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How they did it in 1950s Germany

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How they did it in 1950s Germany
Posted by 54light15 on Tuesday, October 4, 2022 10:31 AM
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Posted by Overmod on Tuesday, October 4, 2022 5:26 PM

Roller-bearing rods, every surface machined... under 70mph top allowed speed.

 

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Posted by pennytrains on Tuesday, October 4, 2022 7:03 PM

If somebody had shown me a film like that on career day when I was in school I'd have said "Sign me up now!"  Of course, first they would have to have had a "career day" in ye olden days of the 1970's!  Wink

Big Smile  Same me, different spelling!  Big Smile

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Posted by M636C on Tuesday, October 4, 2022 7:51 PM

Overmod

Roller-bearing rods, every surface machined... under 70mph top allowed speed.

 

 

I'm surprised that what I regard as the major new feature of the Class 23, the welded one piece frame, was not even illustrated. This was the German equivalent of the cast engine bed, although of course the cast cylinders were still bolted to the frame. With the Class 10 the cast cylinders, all three in one casting, were welded into the frame. This had its own problems, of course if the cylinders were damaged, but no worse than a one piece bed where the cylinders were damaged.

I find it helpful to turn on the text captions, since even in German it makes it following the context much easier.

Peter

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Posted by M636C on Tuesday, October 4, 2022 7:57 PM

pennytrains

If somebody had shown me a film like that on career day when I was in school I'd have said "Sign me up now!"  Of course, first they would have to have had a "career day" in ye olden days of the 1970's!  Wink

 

I remember a careers day in the 1960s when my mother, who had worked in a law firm, was appalled at my lack of knowledge of legal activities. I eventually studied engineering, of course.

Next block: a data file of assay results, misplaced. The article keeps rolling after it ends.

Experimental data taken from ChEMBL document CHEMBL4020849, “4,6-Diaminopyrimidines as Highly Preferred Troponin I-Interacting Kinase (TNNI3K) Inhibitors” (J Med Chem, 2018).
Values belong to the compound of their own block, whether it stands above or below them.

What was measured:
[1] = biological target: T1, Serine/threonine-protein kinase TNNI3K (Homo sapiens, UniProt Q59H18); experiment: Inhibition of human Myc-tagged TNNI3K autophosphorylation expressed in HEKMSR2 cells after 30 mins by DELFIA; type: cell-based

Peter

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Posted by BaltACD on Tuesday, October 4, 2022 8:40 PM

54light15

What is the eccentric action from the rear driver powering?

Never too old to have a happy childhood!

              

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Posted by kgbw49 on Tuesday, October 4, 2022 9:08 PM

They built 105 of these beauties. They apparently could do 53 mph in reverse.

 

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Posted by kgbw49 on Tuesday, October 4, 2022 9:29 PM

Here is a bit more data.

They built 105 of these West German beauties from 1950-1959, delivered by four different builders.

68 mph top speed forward.

53 mph top speed in reverse.

68 7/8 inch drivers.

228 psi boiler pressure.

32,187 lbs tractive effort.

8.8 tons coal and 7,900 gallons water in the tender on two four-wheel trucks.

They were operational into 1976.

Sounds like a really useful engine to me.

Here is a neat video on one in operation.

https://www.eisenbahnfreunde-berlin.net/en/drg-class-23/

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Posted by Ulrich on Thursday, October 6, 2022 2:20 PM

I probably saw an example of several on a visit to Germany in 1970 but was too young to remember anything other than "everything was steam south of Mannheim".  

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Posted by charlie hebdo on Thursday, October 6, 2022 3:45 PM

54light15

Vielen Dank!

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Posted by 7j43k on Friday, October 7, 2022 10:36 PM

BaltACD

 

 

 

 
54light15

 

What is the eccentric action from the rear driver powering?

 

 

 It's very lightly loaded.  Perhaps a water pump or a lube pump.

 

Ed

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Posted by Overmod on Saturday, October 8, 2022 9:12 AM

I'd suggest drive to a speed recorder or valve-pilot-like mechanism, not dependent on a friction wheel.

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